for the above facts, has by an ingenious study of the cells of bees shown, first, that, a cell of this perfection is rarely if ever attained. Furthermore, that, while the honey-cells "are built unequivocally in accordance with the hexagonal type, they exhibit a range of variation which almost defies description;" that the worker-bees, from incorrect alignment and other causes, build cells, the measurement of which shows the widest limit of variation; that the drone-cells are liable to substantially the same variations, while the transition-cells, namely, those in which drones and worker-cells are combined in the same piece of comb, are extremely irregular. As the drone-cells are one-fifth larger than worker-cells, "a transition cannot be made without some disturbance in the regularity of the structure." And Prof. Wyman states distinctly that the bees do not have any systematic method of making the change, adding that "the cell of the bee has not that strict conformity to geometrical accuracy claimed for it," and the assertion, like that of Lord Brougham, that there is in the cell of the bee "perfect agreement between theory and observation, in view of the analogies of Nature, is far more likely to be wrong than right, and his assertion in the case before us is certainly wrong." Prof. Wyman closes his essay by saying that "much error would have been avoided if those who have discussed the structure of the bee's cell had adopted the plan followed by Mr. Darwin, and studied the habits of the cell-making insects comparatively, beginning with the cells of the humble-bee, following with those of the wasps and hornets, then with those of the Mexican bees, and finally with those of the common hive-bee; in this way they would have found that, while there is a constant approach to the perfect form, they would at the same time have been prepared for the fact that even in the cell of the hive-bee perfection is not reached. The isolated study of anything in Nature is a fruitful source of error."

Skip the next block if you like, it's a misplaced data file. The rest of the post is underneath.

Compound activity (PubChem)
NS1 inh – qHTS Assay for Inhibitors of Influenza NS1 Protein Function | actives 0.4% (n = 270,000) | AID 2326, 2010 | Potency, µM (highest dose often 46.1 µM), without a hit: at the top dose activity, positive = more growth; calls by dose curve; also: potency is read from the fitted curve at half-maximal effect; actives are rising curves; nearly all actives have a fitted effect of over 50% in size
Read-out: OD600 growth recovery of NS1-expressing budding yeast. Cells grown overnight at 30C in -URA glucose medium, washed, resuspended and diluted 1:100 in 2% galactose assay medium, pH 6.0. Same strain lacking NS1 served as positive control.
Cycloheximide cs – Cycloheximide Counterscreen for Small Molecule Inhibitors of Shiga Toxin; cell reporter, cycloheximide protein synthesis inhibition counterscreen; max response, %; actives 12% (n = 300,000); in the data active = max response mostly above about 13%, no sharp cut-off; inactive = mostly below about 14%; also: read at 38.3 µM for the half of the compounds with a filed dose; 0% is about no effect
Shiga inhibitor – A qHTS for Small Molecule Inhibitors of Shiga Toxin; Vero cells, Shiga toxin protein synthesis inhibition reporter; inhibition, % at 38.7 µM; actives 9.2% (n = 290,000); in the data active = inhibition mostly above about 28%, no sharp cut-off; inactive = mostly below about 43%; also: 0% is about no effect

The remarkable ingenuity, so characteristic of Prof. Wyman's experiments, is fully shown in this memoir. He made plaster-casts of the comb, and then sawed transverse sections, and by slightly heating the plaster the wax was melted and absorbed, leaving the delicate interspaces representing the partitions. From these sections electrotypes were taken, and thus the veritable figures were used to illustrate the absolute structure of the comb. The results of these brilliant researches were published in the "Proceedings of the American Academy of Sciences."
[To be continued.]